In addition to their own materials, the MII's web site contains great links to other educational web sites, such as those of the American Geological Institute, mining museums across the U.S., the State Geological Surveys of all 50 states, mining schools, U.S. government resources, andespecially of interest for those of us in the CFMS-a web site on the California Gold Rush.
Contact information for the institute is:
Mineral Information Institute
I encourage you to get on the computer and check it out. It looks like the Mineral Information Institute is one organization that knows how to educate while-as alwayshaving fun!
Winter is coming and we need to take heed of the dangers this entail, because I want you all to be hale and hearty for the holiday season ahead of us and for you to be healthy and safe for our field trips next year. Here are some tips from the American Red Cross.
Inspect Fireplaces -
Watch Your Wood Stoves.
Follow the same safety rules for wood stoves as you would for space heaters. Bum only wood, and be sure the wood stove is placed on an approved stove board to protect the floor from heat and hot coals. Be sure to check with your local fire department and check the local codes before having your wood stove installed.
Be Cautious With Portable and Space Heaters.
Cook with Care.
Prepare a Winter Storm Plan.
After decades of dinosaur reconstructions, scientists have come to the conclusion that the noses are in the wrong place. Typically, the nostrils of dinosaurs have been placed towards the back of the nasal opening in the skull and up, a practice which is thought to have started when it was believed that sauropods (Brontosaurus-like dinosaurs) lived in water and would have had the nostrils as far up on the head as possible so the animal wouldn't have to stick its head out of water that far to breathe. After studying living creatures' nasal passages, the revised picture is that dinosaur nostrils were toward the front of the head, near the mouth.
from AFMS Newsletter, 10/03
A fossil bill "The Paleontological Resource Preservation Act" continues to move through Congress. The Senate version S-546 was passed by unanimous consent (with only a voice vote, no actual vote count). The Act was changed somewhat from its original introduced version with some elimination of parts that were objectionable to the ALAA and amateur collectors. However, some of the objectionable language remains and new problems have been added. It will undoubtably have a negative impact on amateur hobbyists nationwide. The Senate bill passed was referred to the U.S. Houise of Representatives and sent to its Committee on Resources for consideration. The U.S. House of Rep. already has a companion bill, HR-2416 introduced a few months ago.
From our vantage point, it would seem likely that a fossil bill of some kind will pass both houses and probably be signed into law by the President Therefore, we believe all interested hobbyists need to get a copy of the proposed legislation, review it, and write letters to their Members of the House of Representative to let them know your feelings. If you don't tell them how you feel, someone else will and that someone may not agree with your views.
The American Lands Access Association (ALAA) is most concerned by the penalty provisions of the Senate Passed Bill, and the "Rewards Forfeiture" sections. There are Savings Provisions that prevent the Act from being applied to rock collecting and invertibrate fossil collecting, but the actual language could be improved in this area. Commercial fossil collecting will be prohibited. Also, in our view, the historical role that amateur collectors have played in the advancement of the Science of Paleontology will be severely curtailed. Only qualified professional paleotologists will be allowed to collect vertibrate fossils regardless of their scientific significance. Overall we believe this is a better bill than its predecessors but it still needs more change to lessen the impact on amateur collecting.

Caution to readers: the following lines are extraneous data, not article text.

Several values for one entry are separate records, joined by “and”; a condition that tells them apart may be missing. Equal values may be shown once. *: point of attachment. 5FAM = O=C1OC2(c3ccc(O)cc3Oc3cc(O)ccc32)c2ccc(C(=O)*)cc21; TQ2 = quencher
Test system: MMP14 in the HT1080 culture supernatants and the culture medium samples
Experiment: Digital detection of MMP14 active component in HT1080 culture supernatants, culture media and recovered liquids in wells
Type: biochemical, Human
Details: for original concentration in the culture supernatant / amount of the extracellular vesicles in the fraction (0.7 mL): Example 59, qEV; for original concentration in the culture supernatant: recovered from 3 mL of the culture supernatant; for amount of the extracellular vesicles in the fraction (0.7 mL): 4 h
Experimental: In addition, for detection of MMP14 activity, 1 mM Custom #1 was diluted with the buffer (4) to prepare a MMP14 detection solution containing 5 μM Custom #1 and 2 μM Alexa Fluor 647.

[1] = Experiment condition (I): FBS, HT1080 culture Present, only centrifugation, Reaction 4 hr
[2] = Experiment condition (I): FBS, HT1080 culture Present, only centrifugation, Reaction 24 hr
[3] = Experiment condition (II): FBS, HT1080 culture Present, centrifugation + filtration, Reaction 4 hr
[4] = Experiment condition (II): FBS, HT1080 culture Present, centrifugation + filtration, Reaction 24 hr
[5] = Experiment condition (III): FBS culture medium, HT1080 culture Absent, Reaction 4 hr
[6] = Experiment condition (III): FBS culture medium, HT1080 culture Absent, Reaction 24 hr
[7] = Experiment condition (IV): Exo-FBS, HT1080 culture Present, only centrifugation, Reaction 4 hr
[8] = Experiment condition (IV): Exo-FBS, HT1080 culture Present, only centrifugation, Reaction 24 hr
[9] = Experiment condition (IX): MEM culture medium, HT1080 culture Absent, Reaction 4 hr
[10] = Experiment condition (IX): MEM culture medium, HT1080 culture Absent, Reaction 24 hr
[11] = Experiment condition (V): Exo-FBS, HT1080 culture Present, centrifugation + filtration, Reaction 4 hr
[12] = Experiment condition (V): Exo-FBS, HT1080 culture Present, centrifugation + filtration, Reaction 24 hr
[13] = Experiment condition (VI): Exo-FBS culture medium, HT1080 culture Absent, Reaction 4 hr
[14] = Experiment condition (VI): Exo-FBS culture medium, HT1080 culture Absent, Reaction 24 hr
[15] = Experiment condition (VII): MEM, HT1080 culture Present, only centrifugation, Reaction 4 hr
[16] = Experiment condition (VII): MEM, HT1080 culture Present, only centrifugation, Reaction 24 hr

Copies of the passed Senate Bill and proposed Bill in the U.S. House of Representatives are available by calling your U.S. Representatives Office and can be found on the intemet at (thomas.loc.gov) using the Bill numbers S-546 and HR-2416.
Your letters and comments to your Congressional Representative have helped change this bill from the original "Baucus" Bill introduced in 1991 and can continue to help the final language to better recognize the contributions that amateurs make to the Science of Paleontology.
Pearl, Coral, Amber and Jet are the four organic gems. Although they contain calcium carbonate, a mineral substance, pearls are the product of certain mullusks whose secretions allay the discomfort of an irritationcaused by disease, a parasite, or a foreign particle. The result is the "Queen of Gems" formed inside the protective mantle that surrounds the soft parts of the animal's body, within the shell.
Coral is the accumulated skeletal material of tiny marine animals called polyps, which live in branching colonies. Extracting calcium carbonate from the water, they deposit it in their tissues and build their framework of hollow tubes, which remain after their death.
Whereas pearl and coral are of animal origin, Amber and Jet are derived from plants. Amber is the fossil resin of ancient coniferous trees. These trees flourished during the Oligocene Epoch of the Tertiary Period - nearly 40 million years ago, and were species of pine (Pines Succinifer). Most properly speaking, amber is a fossil resin containing Succinic acid. Hundreds of species of insects and other invertibrates of the Oligocene Age are found beautifully preserved in amber, caught in the sticky sap as it dripped down the bark of trees.
Jet is a compact black variety of lignite coal. Lignite is the lowest rank of coal, having been least changed. The best quality of Jet is velvety black. All coal has a plant ancestry, having formed from the remains of ancient vegetation. During many centuries vegetation thrived and died. Progressive changes of heat and pressure carried these plants through peat, then to lignite, which we know as jet. Jet was most popular during the Victorian Era and was mainly used as mourning jewelry.
The above information was taken from
This is a list of cabochons the CFMS owns. The original group was given by club members to the CFMS for exhibit at the American Federation's 50th Anniversary in Jackson, MS in 1997. Since then the collection has grown to its present state. It was shown recently at the CFMS/AFMS Combined Show and Convention in Ventura, CA on June 5-8, 2003
Amygdlooidal Basalt, Rose Bar, Yuba River, CA
Lepidolite, Pala, CA
Sagenite, Nipoma, CA (slab)
Thulite, Oolitic Jasper, Exeter, Tulare Co. CA
Ulexite, Boron, CA
Barbara Goss Pettit, Petrosky Stone, MI
If you would like to contribute a stone to this Historical Collection, please contact
Shirley Leeson, CFMS Historian,